Hello everyone! This weekly review is on the various books and websites used this past weekend at my niece’s. She wanted to learn patterned natural dyeing, not dyeing all one colour. She also is interested in growing a dye garden.

I taught her some of the natural dyeing I knew, and we spent one afternoon with Linda Wallbank, a spinner and weaver, who just happens to also knit and dye. She grows her dye plants in amongst her vegetables. So we checked out her garden too, and her animals – alpacas, llamas, and horses.

At any rate, aside from Linda’s and my expertise, I also used a bevy of dyeing books and websites to help us on our natural dyeing journey. Here are some of the websites I found useful:

I also took the opportunity to make use of my natural dyeing library with this workshop. I found the following books useful.

  • “Wild Color” by Jenny Dean
  • ”The Complete Guide to Natural Dyeing” by Eva Lambert and Tracy Kendall
  • ”The Craft of the Dyer” by Karen Leigh Casselman
  • ”The Dyer’s Garden” by Rita Buchanan
  • ”Natural Processes in Textile Art” by Alice Fox (rust dyeing)
  • ”Harvesting Color” by Rebecca Burgess
  • ”Natural Dyes” by Judy Hardman and Sally Pinhey
  • ”Eco-Colour” by India Flint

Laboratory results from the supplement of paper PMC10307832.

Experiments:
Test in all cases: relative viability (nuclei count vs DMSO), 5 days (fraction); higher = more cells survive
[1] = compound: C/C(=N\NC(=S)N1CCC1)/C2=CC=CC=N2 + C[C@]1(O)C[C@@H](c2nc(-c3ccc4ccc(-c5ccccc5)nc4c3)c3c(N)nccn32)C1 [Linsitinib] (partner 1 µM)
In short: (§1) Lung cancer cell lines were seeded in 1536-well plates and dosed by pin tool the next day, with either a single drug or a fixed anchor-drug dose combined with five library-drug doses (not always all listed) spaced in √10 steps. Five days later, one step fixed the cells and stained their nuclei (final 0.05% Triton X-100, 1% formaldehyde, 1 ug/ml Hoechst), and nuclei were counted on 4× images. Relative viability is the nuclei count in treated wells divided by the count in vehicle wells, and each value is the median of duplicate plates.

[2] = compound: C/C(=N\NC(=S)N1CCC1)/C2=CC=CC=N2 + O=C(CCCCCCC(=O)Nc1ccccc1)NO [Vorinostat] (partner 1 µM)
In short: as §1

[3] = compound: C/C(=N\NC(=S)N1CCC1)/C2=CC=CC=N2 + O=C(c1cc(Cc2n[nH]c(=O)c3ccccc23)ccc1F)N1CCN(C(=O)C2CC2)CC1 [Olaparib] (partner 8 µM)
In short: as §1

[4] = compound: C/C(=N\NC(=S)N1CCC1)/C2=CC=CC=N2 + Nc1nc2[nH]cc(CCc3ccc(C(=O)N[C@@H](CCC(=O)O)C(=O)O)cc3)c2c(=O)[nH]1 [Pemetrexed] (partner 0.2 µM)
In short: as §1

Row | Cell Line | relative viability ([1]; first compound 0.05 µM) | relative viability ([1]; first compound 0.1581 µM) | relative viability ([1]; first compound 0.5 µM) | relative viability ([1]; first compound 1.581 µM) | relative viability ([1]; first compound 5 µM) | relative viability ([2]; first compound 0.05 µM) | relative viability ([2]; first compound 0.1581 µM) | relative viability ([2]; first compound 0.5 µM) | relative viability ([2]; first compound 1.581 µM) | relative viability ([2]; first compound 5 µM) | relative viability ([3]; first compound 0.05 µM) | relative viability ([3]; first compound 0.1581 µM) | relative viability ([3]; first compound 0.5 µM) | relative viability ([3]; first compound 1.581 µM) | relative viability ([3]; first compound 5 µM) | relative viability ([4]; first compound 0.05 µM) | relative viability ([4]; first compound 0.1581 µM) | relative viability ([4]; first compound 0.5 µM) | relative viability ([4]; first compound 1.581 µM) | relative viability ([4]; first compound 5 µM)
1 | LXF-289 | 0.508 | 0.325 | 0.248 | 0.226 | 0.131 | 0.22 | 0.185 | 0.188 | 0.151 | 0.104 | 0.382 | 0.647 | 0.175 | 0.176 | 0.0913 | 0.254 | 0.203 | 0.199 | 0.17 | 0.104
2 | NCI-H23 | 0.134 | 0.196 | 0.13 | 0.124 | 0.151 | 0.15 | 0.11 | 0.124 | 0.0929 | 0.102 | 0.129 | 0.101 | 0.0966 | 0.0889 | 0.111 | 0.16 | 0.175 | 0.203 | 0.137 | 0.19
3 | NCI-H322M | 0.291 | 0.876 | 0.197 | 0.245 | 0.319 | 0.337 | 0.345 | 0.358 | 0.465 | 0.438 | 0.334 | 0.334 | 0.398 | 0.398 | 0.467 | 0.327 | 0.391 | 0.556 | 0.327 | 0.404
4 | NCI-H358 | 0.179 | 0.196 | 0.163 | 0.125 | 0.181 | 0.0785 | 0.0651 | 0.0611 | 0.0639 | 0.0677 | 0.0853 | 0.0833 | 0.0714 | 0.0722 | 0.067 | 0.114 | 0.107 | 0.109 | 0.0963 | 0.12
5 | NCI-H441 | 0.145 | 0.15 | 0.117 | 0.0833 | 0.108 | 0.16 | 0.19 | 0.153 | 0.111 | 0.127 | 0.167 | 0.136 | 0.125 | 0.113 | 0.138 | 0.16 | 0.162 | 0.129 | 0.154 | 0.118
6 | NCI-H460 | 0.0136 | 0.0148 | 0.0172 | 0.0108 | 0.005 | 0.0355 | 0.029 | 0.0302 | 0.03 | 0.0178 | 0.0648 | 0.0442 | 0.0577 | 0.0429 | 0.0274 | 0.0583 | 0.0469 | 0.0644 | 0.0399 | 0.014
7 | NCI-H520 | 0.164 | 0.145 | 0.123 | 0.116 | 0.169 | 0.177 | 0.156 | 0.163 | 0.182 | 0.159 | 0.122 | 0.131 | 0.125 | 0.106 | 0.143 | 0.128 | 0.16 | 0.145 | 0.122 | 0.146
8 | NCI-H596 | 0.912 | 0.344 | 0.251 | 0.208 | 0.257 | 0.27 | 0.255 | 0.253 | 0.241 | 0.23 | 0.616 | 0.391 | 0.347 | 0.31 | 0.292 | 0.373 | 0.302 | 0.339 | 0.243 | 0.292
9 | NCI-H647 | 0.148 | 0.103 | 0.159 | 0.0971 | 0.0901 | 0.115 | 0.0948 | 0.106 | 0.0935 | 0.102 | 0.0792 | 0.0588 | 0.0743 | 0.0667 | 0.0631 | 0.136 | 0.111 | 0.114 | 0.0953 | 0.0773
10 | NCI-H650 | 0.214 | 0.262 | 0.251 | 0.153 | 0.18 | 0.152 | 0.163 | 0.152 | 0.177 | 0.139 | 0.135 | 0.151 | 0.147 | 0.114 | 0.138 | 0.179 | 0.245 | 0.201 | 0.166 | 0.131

• ”Shibori” by Yoshiko Iwamoto Wada, Mary Kellogg Rice, and Jane Barton
  • ”Stitched Shibori “ by Jane Callender

While we didn’t do any shibori per se, we did spend a lot of time on tie dyeing. Looking at shibori books inspired my niece to stretch her tie dye design repertoire. We surfed the Internet and found some interesting patterns to try.

The top three useful books for this particular workshop were: “Wild Color”, “The Complete Guide to Natural Dyeing “, and “The Craft of the Dyer”. Having said that, we did have difficulty getting beet dye and blueberry dye to stick to the pre-mordanted cotton fabric, no matter whose instructions we used! And of course, we discovered they are both fugitive dyes. While I suspected the beet dye of being fugitive before we started, I did not know what to think of blueberry, having never used it. Other dyes we used were: carrot tops, onion skins, and staghorn sumac leaves.

All in all we had a great time experimenting, and the above resources were a great help. Check them out if you’re interested in natural dyeing!

%d bloggers like this: